Nano
PublisherPan
Date Published04 July 2013
 
 
ISBN-101447251229
ISBN-13978-1447251224
Formatpaperback
Pages400
Price£ 7.99

Nano

by Robin Cook

When medical researcher Pia Gradzani stumbles upon a collapsed jogger and performs CPR, she is drawn into the dangerous secrets of her high-security employer, Nano LLC.


Review

Pia Grazdani, daughter of New York Albanian mafia boss, Burim Graziani, has completed her medical degree and decides to move to Boulder, Colorado, to work for the high-tech, high-security biotechnology company, Nano LLC. Aside from having to ward off the personal attentions of company CEO Zachary Berman, she enjoys and is good at her work, but knows nothing of the company’s projects outside of her own small area of research on microbivores or nanobots.

Out for a run one day, she stumbles upon a Chinese man in Nano uniform collapsed on the road and in cardiac arrest. She performs CPR and the man makes a miraculous recovery, but before the hospital can investigate, he is whisked away by Nano security. All Pia’s attempts to find out about the man are rebuffed, piquing her curiosity about what goes on in the rest of the company. When a cyclist is reported to have collapsed with similar symptoms and is also spirited away, she is convinced that all is not as it should be.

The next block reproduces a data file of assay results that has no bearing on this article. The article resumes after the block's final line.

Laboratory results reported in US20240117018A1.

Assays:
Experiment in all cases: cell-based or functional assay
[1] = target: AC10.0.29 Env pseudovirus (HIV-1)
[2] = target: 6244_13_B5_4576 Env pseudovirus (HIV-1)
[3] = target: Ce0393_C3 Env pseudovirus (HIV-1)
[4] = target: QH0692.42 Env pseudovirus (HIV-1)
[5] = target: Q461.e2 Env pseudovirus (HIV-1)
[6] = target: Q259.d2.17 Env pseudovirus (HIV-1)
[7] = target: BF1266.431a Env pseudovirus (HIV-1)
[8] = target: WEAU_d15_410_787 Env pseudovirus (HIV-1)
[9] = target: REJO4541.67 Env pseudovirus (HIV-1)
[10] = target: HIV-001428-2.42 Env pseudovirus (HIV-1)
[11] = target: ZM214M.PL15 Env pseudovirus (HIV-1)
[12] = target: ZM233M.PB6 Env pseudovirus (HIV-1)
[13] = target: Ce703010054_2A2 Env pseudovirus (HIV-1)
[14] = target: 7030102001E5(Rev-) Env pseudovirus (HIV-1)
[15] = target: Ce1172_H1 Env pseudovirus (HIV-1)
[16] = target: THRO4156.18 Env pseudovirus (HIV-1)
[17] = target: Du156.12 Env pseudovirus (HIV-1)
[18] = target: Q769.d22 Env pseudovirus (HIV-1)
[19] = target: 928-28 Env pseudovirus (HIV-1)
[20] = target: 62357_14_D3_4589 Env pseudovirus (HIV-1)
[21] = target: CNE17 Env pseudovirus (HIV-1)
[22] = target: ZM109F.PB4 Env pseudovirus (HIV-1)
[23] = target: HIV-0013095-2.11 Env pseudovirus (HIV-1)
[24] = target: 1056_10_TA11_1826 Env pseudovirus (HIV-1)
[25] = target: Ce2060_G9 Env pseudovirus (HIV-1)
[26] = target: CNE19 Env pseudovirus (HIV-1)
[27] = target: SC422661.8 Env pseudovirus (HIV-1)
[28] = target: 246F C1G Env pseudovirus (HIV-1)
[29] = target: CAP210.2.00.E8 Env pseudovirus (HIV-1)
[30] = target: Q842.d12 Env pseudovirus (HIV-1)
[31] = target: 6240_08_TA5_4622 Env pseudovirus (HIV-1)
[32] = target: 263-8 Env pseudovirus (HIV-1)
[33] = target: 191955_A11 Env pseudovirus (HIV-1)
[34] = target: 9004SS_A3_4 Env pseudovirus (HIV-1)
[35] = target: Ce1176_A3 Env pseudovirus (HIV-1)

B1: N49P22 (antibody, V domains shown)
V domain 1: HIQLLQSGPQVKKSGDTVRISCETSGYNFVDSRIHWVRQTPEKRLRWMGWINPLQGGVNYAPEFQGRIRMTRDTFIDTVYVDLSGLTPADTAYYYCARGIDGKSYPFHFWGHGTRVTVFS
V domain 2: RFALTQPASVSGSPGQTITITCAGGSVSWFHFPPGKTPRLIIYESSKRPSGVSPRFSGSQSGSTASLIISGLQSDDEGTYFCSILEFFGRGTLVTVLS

With the help of ER doctor Paul Caldwell, she is determined to find out Nano’s secrets, but she is completely unprepared for what she finds behind the locked doors and for the consequences of her curiosity.

It is refreshing to read a book about medical technology that is accurate and written with a real understanding of the subject. Readers of a delicate disposition may find some scenes a little too graphic, but they add to the realism of the story and to my mind were not excessive.

Pia is a product of a difficult background and upbringing and struggles to relate to other people. Her reactions and relationships are very much governed by her difficulties, and by her steely determination to achieve her goals. While this does not always work in her favour, it does enable her to do whatever is necessary to deal with Berman and to find out Nano’s secrets.

The story is not the fastest paced, but neither does it drag. When it is running more slowly, it is because the characters are awaiting developments and the tension is building. At other points, the pace is furious as events unfold.

I am eagerly awaiting the next instalment of Pia’s story.

Reviewed 28 June 2014 by Sylvia Wilson